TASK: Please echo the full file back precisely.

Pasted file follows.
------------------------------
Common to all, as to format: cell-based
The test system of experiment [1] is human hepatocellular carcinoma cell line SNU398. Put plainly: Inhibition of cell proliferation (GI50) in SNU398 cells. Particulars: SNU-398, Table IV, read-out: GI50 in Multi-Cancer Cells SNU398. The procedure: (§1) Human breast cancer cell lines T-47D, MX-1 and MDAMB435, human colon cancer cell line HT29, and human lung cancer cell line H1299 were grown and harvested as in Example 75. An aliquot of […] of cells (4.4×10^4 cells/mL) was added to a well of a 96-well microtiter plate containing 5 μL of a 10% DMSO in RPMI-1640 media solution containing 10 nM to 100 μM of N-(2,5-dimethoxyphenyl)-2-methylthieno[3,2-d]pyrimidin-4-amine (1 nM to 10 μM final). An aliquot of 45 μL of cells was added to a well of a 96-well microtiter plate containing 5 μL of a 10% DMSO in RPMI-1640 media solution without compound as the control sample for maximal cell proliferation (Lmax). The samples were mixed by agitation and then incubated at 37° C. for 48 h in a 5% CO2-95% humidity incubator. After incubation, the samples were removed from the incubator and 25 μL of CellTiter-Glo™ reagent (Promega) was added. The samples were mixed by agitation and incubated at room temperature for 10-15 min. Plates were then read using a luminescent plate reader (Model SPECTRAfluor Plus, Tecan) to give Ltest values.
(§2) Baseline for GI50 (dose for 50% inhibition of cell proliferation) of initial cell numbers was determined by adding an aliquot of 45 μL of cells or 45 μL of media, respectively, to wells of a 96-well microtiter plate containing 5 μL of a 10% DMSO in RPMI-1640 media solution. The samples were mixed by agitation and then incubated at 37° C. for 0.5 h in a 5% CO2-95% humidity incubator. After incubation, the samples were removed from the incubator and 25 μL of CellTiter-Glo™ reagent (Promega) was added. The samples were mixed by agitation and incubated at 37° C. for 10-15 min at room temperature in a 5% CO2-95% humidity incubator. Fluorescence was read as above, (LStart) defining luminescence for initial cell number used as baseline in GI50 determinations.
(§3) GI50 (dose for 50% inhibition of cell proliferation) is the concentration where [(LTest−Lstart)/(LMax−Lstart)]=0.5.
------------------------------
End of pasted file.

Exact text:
Common to all, as to format: cell-based
The test system of experiment [1] is human hepatocellular carcinoma cell line SNU398. Put plainly: Inhibition of cell proliferation (GI50) in SNU398 cells. Particulars: SNU-398, Table IV, read-out: GI50 in Multi-Cancer Cells SNU398. The procedure: (§1) Human breast cancer cell lines T-47D, MX-1 and MDAMB435, human colon cancer cell line HT29, and human lung cancer cell line H1299 were grown and harvested as in Example 75. An aliquot of […] of cells (4.4×10^4 cells/mL) was added to a well of a 96-well microtiter plate containing 5 μL of a 10% DMSO in RPMI-1640 media solution containing 10 nM to 100 μM of N-(2,5-dimethoxyphenyl)-2-methylthieno[3,2-d]pyrimidin-4-amine (1 nM to 10 μM final). An aliquot of 45 μL of cells was added to a well of a 96-well microtiter plate containing 5 μL of a 10% DMSO in RPMI-1640 media solution without compound as the control sample for maximal cell proliferation (Lmax). The samples were mixed by agitation and then incubated at 37° C. for 48 h in a 5% CO2-95% humidity incubator. After incubation, the samples were removed from the incubator and 25 μL of CellTiter-Glo™ reagent (Promega) was added. The samples were mixed by agitation and incubated at room temperature for 10-15 min. Plates were then read using a luminescent plate reader (Model SPECTRAfluor Plus, Tecan) to give Ltest values.
(§2) Baseline for GI50 (dose for 50% inhibition of cell proliferation) of initial cell numbers was determined by adding an aliquot of 45 μL of cells or 45 μL of media, respectively, to wells of a 96-well microtiter plate containing 5 μL of a 10% DMSO in RPMI-1640 media solution. The samples were mixed by agitation and then incubated at 37° C. for 0.5 h in a 5% CO2-95% humidity incubator. After incubation, the samples were removed from the incubator and 25 μL of CellTiter-Glo™ reagent (Promega) was added. The samples were mixed by agitation and incubated at 37° C. for 10-15 min at room temperature in a 5% CO2-95% humidity incubator. Fluorescence was read as above, (LStart) defining luminescence for initial cell number used as baseline in GI50 determinations.
(§3) GI50 (dose for 50% inhibition of cell proliferation) is the concentration where [(LTest−Lstart)/(LMax−Lstart)]=0.5.